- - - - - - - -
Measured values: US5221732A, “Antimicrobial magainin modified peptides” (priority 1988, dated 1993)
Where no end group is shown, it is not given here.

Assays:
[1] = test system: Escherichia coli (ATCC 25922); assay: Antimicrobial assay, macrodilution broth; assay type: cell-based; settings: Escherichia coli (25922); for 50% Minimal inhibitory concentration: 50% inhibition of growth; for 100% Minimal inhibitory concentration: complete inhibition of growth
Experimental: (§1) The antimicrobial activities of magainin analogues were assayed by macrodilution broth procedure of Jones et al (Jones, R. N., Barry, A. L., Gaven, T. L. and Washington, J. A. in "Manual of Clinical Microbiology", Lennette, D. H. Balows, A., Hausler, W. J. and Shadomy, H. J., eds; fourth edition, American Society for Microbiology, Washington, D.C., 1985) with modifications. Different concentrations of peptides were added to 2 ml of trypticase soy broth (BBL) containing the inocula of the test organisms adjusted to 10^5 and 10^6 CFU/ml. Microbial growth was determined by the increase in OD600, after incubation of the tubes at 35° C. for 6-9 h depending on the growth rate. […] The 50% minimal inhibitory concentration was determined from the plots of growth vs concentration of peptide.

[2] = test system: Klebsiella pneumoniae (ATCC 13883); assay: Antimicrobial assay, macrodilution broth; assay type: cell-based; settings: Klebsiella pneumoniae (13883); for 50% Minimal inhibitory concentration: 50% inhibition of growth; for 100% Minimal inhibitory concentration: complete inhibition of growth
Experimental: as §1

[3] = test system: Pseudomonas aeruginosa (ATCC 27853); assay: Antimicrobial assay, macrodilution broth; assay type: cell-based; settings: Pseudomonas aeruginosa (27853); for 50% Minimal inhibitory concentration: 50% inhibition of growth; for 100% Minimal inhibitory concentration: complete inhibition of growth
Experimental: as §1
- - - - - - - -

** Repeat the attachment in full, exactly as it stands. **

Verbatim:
Measured values: US5221732A, “Antimicrobial magainin modified peptides” (priority 1988, dated 1993)
Where no end group is shown, it is not given here.

Assays:
[1] = test system: Escherichia coli (ATCC 25922); assay: Antimicrobial assay, macrodilution broth; assay type: cell-based; settings: Escherichia coli (25922); for 50% Minimal inhibitory concentration: 50% inhibition of growth; for 100% Minimal inhibitory concentration: complete inhibition of growth
Experimental: (§1) The antimicrobial activities of magainin analogues were assayed by macrodilution broth procedure of Jones et al (Jones, R. N., Barry, A. L., Gaven, T. L. and Washington, J. A. in "Manual of Clinical Microbiology", Lennette, D. H. Balows, A., Hausler, W. J. and Shadomy, H. J., eds; fourth edition, American Society for Microbiology, Washington, D.C., 1985) with modifications. Different concentrations of peptides were added to 2 ml of trypticase soy broth (BBL) containing the inocula of the test organisms adjusted to 10^5 and 10^6 CFU/ml. Microbial growth was determined by the increase in OD600, after incubation of the tubes at 35° C. for 6-9 h depending on the growth rate. […] The 50% minimal inhibitory concentration was determined from the plots of growth vs concentration of peptide.

[2] = test system: Klebsiella pneumoniae (ATCC 13883); assay: Antimicrobial assay, macrodilution broth; assay type: cell-based; settings: Klebsiella pneumoniae (13883); for 50% Minimal inhibitory concentration: 50% inhibition of growth; for 100% Minimal inhibitory concentration: complete inhibition of growth
Experimental: as §1

[3] = test system: Pseudomonas aeruginosa (ATCC 27853); assay: Antimicrobial assay, macrodilution broth; assay type: cell-based; settings: Pseudomonas aeruginosa (27853); for 50% Minimal inhibitory concentration: 50% inhibition of growth; for 100% Minimal inhibitory concentration: complete inhibition of growth
Experimental: as §1